Inductive problem-solving. One of the greatest benefits of learning math — even for the student with no interest in math or science — is that it teaches inductive problem solving where you start with a general situation and an objective, and you must first inductively determine a series of problem steps to reach the objective and then deductively step through the necessary formulas and equations to solve each problem and achieve a correct final solution. One of the quickest ways to make HS math easier is to eliminate the inductive setup and skip to the formulas and deductive applications. This again is a common aspect of homeschool math programs and shortened math courses.

Frequent and cumulative testing. More than in any other subject, math builds on itself relentlessly topic by topic from Algebra through Calculus and beyond. More than any other subject, study of math is “unforgiving” of any unlearned or misunderstood concepts. Students in higher math with significant gaps in prior math must either fill in the prior gaps or fail to learn the higher concepts (which is why many students never know their potential or why some fields seem unattainable for them later despite their interest). While it may seem encouraging and enlightened to teach math with minimal formal evaluation and without cumulative testing, this also virtually ensures that the student will not learn and retain enough math to keep moving upward in full scope courses. When a student applies to a TPS math course from a prior math course that was reduced in scope and testing, we sometimes administer a cumulative final exam to the student in the course he just completed. Even when the student has just finished the prior course and is presumably at peak retention, he or she is almost never able to pass a cumulative final exam. There is no substitute for frequent and cumulative math testing with teacher evaluation of the problem solving process to ensure a student learns and retains the math needed to move upward through the series of topics that build their way to higher math and science.

Why does this matter to your student? TPS teaches one of the most effective Precalculus and Calculus programs available anywhere (check our AP scores). We get many applications for our Precalculus course from students who did not take our Algebra 2 or prior courses. We are forced to disapprove many of these (sending them to repeat Algebra 2 and/or Geometry) because there are too many holes in the prior math background.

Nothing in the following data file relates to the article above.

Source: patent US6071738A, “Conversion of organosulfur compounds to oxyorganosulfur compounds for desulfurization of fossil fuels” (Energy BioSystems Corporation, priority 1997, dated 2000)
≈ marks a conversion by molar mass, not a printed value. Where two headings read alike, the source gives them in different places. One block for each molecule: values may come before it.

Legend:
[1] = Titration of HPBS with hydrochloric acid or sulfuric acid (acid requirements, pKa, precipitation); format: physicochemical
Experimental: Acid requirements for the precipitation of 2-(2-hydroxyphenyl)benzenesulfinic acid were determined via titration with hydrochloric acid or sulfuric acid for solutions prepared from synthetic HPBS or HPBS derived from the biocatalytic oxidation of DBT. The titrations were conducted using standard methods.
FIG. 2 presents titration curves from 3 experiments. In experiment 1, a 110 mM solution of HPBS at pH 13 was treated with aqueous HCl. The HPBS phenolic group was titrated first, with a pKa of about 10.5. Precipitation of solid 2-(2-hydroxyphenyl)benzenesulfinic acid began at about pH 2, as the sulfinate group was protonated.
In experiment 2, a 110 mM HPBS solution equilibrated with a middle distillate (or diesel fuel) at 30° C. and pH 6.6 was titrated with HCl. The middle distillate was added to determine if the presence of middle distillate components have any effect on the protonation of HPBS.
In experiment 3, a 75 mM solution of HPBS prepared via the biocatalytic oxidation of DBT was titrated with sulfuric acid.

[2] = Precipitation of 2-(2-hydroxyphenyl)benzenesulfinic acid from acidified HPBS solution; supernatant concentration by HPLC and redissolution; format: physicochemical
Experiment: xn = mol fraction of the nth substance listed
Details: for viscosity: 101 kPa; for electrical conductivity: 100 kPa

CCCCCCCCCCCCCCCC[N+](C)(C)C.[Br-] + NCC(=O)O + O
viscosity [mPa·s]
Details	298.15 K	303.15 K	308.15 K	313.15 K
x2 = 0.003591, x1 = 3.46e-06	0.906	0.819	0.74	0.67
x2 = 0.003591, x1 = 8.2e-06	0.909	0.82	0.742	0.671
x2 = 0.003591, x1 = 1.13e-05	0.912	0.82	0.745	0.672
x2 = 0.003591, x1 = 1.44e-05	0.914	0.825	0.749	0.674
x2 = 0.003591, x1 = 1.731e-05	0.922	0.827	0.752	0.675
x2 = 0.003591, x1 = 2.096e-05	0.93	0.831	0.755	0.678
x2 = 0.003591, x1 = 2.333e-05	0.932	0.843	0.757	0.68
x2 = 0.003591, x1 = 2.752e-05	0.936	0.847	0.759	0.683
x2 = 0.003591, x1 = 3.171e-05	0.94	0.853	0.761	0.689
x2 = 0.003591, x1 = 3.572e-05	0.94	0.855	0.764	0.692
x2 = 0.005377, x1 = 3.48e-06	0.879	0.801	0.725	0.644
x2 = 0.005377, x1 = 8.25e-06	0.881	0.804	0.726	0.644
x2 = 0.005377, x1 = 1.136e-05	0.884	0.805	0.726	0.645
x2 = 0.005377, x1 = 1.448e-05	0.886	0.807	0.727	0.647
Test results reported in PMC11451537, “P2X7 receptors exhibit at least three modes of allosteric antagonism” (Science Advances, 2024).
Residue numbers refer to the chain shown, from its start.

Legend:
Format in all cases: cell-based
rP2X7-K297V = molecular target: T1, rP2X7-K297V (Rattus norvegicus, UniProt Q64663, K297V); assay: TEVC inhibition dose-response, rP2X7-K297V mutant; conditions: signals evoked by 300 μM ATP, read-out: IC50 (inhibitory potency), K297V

But how does this matter if your student is going to be a non-math/science major and may never take Precalculus? You would be surprised where Algebra, Geometry and even much of Algebra 2 show up in other fields and careers, including design careers, social studies research, field work, and medical support and health careers — just to name a few. This is why most colleges require that the student have taken math through Algebra 2, and SAT/ACT tests include math through Algebra 2.

Whether you have a strong enthusiastic math student or a reluctant one, do him or her a favor (even if it’s not fun) and make sure he gets a solid math education through Algebra 2 that doesn’t cut out important math concepts or reduce them to formulas. After that, he or she can decide where to go with (or without) math, but at least the options won’t have been limited back in early high school.

TPS offers a solid standard (non-honors) math track suitable for all students, including the student who may never take Precalculus. We also offer an honors math track for students who are “good at math” or who like math or who probably will take Precalculus. You can even start on one track and switch to the other, but either way you will learn the math you need for whatever comes after.

What Others Are Saying